Archive for July 16, 2007

Now Linux has a Surface-like gadget

July 16, 2007

After I saw a guy at InfoComm with his own small company’s version of the Microsoft Surface, I figured it wouldn’t take long for other developers to enter the space, including those not even using Windows.

Gizmodo has piece today about a version of a multi-touch interface developed in penguin code.

MPX or Multi-Pointer X is a modification of the X Windows Server that allows multiple input devices to be used at the same time. You only need a normal computer plus any number of keyboards and mice attached to use it. The system lets multiple users interact with one or various applications simultaneously. The software is still in development and there are a ton of bugs to fix according to (developer) Peter (Hutterer). However, it will give you a good idea about what you will be able to do. 

This sort of thing will make it a lot harder for Microsfot to peddle their gadgets for $5-$10K, as it grows more mainstream – though the Aussie developer admits the early iteration has heaps of bugs and is hardly ready for any commercial application.

What I found interesting was an interview with the developer, who said all the hoo-hah right now about Surface and much more with the I-Phone interface will calm down as people sort out what’s really useful, versus what’s just kinda cool to play with for a few minutes.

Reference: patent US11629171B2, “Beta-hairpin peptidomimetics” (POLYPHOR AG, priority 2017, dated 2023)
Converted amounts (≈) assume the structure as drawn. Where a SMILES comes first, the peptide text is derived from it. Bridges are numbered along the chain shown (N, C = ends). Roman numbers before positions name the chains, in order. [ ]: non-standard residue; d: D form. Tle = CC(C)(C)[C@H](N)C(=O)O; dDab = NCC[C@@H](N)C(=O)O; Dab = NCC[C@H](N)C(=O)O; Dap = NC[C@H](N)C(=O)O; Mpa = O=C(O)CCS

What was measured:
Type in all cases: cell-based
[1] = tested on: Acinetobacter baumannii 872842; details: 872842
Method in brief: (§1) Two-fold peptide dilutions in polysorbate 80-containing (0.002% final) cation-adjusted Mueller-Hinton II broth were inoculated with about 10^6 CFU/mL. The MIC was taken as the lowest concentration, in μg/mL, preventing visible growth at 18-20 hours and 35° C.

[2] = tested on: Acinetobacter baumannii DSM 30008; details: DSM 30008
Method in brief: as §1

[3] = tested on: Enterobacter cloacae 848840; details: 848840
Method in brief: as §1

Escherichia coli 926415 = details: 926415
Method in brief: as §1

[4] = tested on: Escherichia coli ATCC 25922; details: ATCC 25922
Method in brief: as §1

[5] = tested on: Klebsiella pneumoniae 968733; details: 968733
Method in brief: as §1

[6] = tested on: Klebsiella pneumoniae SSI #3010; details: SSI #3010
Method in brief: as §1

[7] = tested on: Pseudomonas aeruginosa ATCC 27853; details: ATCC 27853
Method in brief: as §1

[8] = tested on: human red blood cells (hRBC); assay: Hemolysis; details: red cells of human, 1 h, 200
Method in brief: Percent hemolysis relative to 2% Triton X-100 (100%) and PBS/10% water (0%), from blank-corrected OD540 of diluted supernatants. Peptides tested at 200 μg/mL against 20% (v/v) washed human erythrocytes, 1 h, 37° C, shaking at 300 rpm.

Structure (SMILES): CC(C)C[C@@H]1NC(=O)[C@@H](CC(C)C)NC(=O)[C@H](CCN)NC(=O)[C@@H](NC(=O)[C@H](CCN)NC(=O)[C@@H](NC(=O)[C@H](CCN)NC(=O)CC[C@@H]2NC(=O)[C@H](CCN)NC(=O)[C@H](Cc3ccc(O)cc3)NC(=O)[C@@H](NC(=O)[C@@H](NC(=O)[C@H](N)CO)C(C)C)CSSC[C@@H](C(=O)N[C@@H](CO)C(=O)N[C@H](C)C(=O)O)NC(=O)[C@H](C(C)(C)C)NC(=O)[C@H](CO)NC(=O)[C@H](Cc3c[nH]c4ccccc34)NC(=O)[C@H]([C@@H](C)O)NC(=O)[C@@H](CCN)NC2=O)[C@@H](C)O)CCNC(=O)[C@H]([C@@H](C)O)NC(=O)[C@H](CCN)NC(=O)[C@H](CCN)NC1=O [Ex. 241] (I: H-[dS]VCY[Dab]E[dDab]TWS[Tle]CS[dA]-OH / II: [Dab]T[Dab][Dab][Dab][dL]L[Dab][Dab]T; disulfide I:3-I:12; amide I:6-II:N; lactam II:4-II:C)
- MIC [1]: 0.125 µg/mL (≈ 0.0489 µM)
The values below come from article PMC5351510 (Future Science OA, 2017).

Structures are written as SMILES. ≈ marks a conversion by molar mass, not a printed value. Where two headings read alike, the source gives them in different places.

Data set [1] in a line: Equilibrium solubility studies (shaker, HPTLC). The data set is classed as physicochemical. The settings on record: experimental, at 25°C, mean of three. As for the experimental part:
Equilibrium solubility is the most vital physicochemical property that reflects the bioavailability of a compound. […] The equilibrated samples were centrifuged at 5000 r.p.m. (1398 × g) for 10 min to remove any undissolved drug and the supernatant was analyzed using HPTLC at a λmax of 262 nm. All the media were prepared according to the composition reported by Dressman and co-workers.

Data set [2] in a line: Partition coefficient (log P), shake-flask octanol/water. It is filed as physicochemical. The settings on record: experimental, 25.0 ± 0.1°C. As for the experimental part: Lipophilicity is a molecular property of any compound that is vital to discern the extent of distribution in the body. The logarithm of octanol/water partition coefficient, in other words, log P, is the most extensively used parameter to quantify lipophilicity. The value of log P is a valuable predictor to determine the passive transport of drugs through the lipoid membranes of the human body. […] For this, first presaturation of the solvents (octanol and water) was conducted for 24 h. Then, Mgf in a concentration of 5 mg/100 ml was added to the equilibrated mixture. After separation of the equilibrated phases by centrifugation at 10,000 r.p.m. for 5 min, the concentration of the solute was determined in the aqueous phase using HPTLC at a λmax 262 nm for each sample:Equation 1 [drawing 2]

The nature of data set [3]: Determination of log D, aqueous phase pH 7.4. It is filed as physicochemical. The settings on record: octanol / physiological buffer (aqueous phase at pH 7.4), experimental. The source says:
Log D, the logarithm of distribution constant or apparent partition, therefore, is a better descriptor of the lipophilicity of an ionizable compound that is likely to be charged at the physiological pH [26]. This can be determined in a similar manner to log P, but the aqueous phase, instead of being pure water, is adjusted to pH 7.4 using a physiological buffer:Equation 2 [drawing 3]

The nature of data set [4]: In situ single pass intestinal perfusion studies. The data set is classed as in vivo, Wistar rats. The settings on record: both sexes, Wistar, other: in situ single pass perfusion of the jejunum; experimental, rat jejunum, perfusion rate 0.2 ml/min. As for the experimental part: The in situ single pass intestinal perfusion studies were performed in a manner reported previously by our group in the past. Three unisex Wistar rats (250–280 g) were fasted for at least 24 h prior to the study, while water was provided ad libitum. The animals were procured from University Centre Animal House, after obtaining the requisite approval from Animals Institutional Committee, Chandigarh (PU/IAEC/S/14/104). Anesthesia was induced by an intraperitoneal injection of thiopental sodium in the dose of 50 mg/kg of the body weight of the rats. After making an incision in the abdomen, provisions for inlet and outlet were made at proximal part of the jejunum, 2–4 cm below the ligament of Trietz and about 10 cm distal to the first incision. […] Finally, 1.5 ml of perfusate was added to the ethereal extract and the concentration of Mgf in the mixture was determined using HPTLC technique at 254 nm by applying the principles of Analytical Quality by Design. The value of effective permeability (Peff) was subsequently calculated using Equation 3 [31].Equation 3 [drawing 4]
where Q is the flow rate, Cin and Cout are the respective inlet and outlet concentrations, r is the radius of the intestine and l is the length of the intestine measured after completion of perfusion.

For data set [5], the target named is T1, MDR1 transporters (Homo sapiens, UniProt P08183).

“And there’s also a difference between the latest craze people go for and what they actually would want to use. Maybe the “race for multi-touch” is over in a few months and the focus has switched to something else. At this point it will be good to review what technologies we have and why they succeeded or failed.”

I think this touch interface has a ton of potential in our space if done correctly. BUT, there’s one thing that bothers me everytime I see a nice, shiny glass screen: fingerprints.

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A different ROI model for menu boards

July 16, 2007

I have been working on a few things involving fast food lately, so the Return On Investment thing is in my head.

I saw this brief on Digital Signage Today and found the ROI spin intriguing:

Salad Spinners is a quick-service food establishment that operates four locations in the Chicago area.

“Since we have installed digital menu boards from IDS Menus, our food cost has decreased by 3 percent,” said Rich Levy, chief executive of Salad Spinners. “The decrease is due to the digital menu boards’ capability of providing Salad Spinners many different avenues to market our more profitable items and de-emphasize the less profitable ones.”

IDS Menus has installed its digital menu board systems in two Salad Spinners locations. Six LCD screens with synchronized programmable content provide lively, animated illustrations of how to prepare your salad.

I almost always think in terms of digital boards driving incremental sales on promoted items, but I gather from this that they are able to cut back on food supply and prep work on lower margin stuff by using the screens to hump the higher margin goodies.